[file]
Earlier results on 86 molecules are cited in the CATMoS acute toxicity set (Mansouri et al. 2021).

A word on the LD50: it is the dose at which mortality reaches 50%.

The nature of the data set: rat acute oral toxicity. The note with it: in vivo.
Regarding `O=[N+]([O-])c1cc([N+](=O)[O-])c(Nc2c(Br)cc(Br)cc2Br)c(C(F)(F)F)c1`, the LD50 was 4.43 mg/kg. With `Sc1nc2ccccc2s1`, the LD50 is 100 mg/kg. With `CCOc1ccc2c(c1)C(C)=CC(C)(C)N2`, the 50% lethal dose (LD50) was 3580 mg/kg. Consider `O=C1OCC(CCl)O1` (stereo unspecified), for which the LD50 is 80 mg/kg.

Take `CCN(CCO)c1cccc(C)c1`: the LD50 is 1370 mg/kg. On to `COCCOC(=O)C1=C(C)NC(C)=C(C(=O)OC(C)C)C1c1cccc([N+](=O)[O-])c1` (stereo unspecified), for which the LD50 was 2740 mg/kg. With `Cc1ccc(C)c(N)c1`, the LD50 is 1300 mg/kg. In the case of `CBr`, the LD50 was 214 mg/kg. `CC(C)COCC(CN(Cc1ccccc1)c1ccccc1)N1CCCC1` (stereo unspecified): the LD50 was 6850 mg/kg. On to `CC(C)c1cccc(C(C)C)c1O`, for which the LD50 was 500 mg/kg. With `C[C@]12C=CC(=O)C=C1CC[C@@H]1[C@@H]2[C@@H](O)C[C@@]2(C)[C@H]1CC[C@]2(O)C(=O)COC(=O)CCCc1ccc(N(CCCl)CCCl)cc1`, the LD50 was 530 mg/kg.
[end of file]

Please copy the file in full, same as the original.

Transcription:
Earlier results on 86 molecules are cited in the CATMoS acute toxicity set (Mansouri et al. 2021).

A word on the LD50: it is the dose at which mortality reaches 50%.

The nature of the data set: rat acute oral toxicity. The note with it: in vivo.
Regarding `O=[N+]([O-])c1cc([N+](=O)[O-])c(Nc2c(Br)cc(Br)cc2Br)c(C(F)(F)F)c1`, the LD50 was 4.43 mg/kg. With `Sc1nc2ccccc2s1`, the LD50 is 100 mg/kg. With `CCOc1ccc2c(c1)C(C)=CC(C)(C)N2`, the 50% lethal dose (LD50) was 3580 mg/kg. Consider `O=C1OCC(CCl)O1` (stereo unspecified), for which the LD50 is 80 mg/kg.

Take `CCN(CCO)c1cccc(C)c1`: the LD50 is 1370 mg/kg. On to `COCCOC(=O)C1=C(C)NC(C)=C(C(=O)OC(C)C)C1c1cccc([N+](=O)[O-])c1` (stereo unspecified), for which the LD50 was 2740 mg/kg. With `Cc1ccc(C)c(N)c1`, the LD50 is 1300 mg/kg. In the case of `CBr`, the LD50 was 214 mg/kg. `CC(C)COCC(CN(Cc1ccccc1)c1ccccc1)N1CCCC1` (stereo unspecified): the LD50 was 6850 mg/kg. On to `CC(C)c1cccc(C(C)C)c1O`, for which the LD50 was 500 mg/kg. With `C[C@]12C=CC(=O)C=C1CC[C@@H]1[C@@H]2[C@@H](O)C[C@@]2(C)[C@H]1CC[C@]2(O)C(=O)COC(=O)CCCc1ccc(N(CCCl)CCCl)cc1`, the LD50 was 530 mg/kg.